The trial court, as noted above, directed conviction and imposed sentence. According to the trial court the case rested on circumstantial evidence and four factors weighed with the trial court to record conviction. They were (a) finding of the left foot print of the appellant on the spot of occurrence, (b) finger print on the bottle of liquor which was found near the place of occurrence matched with the right index finger of the appellant, (3) there was extra judicial confession before PWs 2 and 4 evidence of Wazir Singh (PW3) having seen all the three accused persons together.

The High Court did not accept the conclusions of the trial court relating to the relevance of the evidence of PWs 2 & 3.The High Court found the same was not credible and cogent.

However, relying on the other two circumstances, the High Court upheld the conviction of the appellant while directing acquittal of the co-accused persons.The High Court noted that the chain of the circumstances was not complete so far as 6 PWs 2 & 3 are concerned, but it is complete so far as the present appellant is concerned.

3. Learned counsel for the appellant submitted that the conclusions of the High Court are based on surmises and conjectures and having held that the evidence of PWs 2 & 3 so far as the alleged confession, or to have seen the accused persons altogether, to be unreliable, should not have directed conviction.

4. Learned counsel for the respondent-State on the other hand supported the judgment of the High Court.

5. It has been consistently laid down by this Court that where a case rests squarely on circumstantial evidence, the inference of guilt can be justified only when all the incriminating facts and circumstances are found to be incompatible with the innocence of the accused or the guilt of any other person. (See Hukam Singh v. State of Rajasthan AIR (1977 SC 1063); Eradu and Ors. v. State of Hyderabad (AIR

7 1956 SC 316); Earabhadrappa v. State of Karnataka (AIR 1983 SC 446); State of U.P. v. Sukhbasi and Ors. (AIR 1985 SC 1224); Balwinder Singh v. State of Punjab (AIR 1987 SC 350); Ashok Kumar Chatterjee v. State of M.P. (AIR 1989 SC 1890). The circumstances from which an inference as to the guilt of the accused is drawn have to be proved beyond reasonable doubt and have to be shown to be closely connected with the principal fact sought to be inferred from those circumstances. In Bhagat Ram v. State of Punjab (AIR 1954 SC 621), it was laid down that where the case depends upon the conclusion drawn from circumstances the cumulative effect of the circumstances must be such as to negative the innocence of the accused and bring the offences home beyond any reasonable doubt.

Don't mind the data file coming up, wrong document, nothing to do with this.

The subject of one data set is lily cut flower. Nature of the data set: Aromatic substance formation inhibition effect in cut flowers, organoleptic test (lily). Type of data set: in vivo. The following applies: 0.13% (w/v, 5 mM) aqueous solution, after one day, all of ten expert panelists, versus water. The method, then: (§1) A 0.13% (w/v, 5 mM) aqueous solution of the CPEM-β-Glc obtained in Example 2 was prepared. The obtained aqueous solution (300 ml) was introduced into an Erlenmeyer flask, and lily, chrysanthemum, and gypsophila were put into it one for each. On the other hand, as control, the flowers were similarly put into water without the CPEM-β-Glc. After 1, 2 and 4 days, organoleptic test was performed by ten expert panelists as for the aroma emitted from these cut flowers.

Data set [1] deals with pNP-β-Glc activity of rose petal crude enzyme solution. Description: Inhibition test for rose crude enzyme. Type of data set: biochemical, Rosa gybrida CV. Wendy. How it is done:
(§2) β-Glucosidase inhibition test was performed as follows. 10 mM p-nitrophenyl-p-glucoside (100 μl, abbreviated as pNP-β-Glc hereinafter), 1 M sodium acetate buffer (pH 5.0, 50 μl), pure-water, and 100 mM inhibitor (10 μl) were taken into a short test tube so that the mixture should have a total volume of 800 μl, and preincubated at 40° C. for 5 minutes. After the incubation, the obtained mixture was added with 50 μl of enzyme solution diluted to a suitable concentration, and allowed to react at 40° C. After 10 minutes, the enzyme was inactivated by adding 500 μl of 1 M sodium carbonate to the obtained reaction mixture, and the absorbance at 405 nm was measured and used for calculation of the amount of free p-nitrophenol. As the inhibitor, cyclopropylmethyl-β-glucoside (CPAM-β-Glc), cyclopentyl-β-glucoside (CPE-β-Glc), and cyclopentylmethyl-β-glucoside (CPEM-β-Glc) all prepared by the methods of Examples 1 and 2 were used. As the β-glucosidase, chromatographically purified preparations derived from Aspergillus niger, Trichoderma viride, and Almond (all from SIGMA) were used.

6. We may also make a reference to a decision of this Court in C. Chenga Reddy and Ors. v. State of A.P. (1996) 10 SCC 193, wherein it has been observed thus:

"In a case based on circumstantial evidence, the settled law is that the circumstances from 8 which the conclusion of guilt is drawn should be fully proved and such circumstances must be conclusive in nature. Moreover, all the circumstances should be complete and there should be no gap left in the chain of evidence.

Further the proved circumstances must be consistent only with the hypothesis of the guilt of the accused and totally inconsistent with his innocence....".

7. In Padala Veera Reddy v. State of A.P. and Ors. (AIR 1990 SC 79), it was laid down that when a case rests upon circumstantial evidence, such evidence must satisfy the following tests:

"(1) the circumstances from which an inference of guilt is sought to be drawn, must be cogently and firmly established;

(2) those circumstances should be of a definite tendency unerringly pointing towards guilt of the accused;

(3) the circumstances, taken cumulatively should form a chain so complete that there is no escape from the conclusion that within all human probability the crime was committed by the accused and none else; and (4) the circumstantial evidence in order to sustain conviction must be complete and incapable of explanation of any other 9 hypothesis than that of the guilt of the accused and such evidence should not only be consistent with the guilt of the accused but should be inconsistent with his innocence."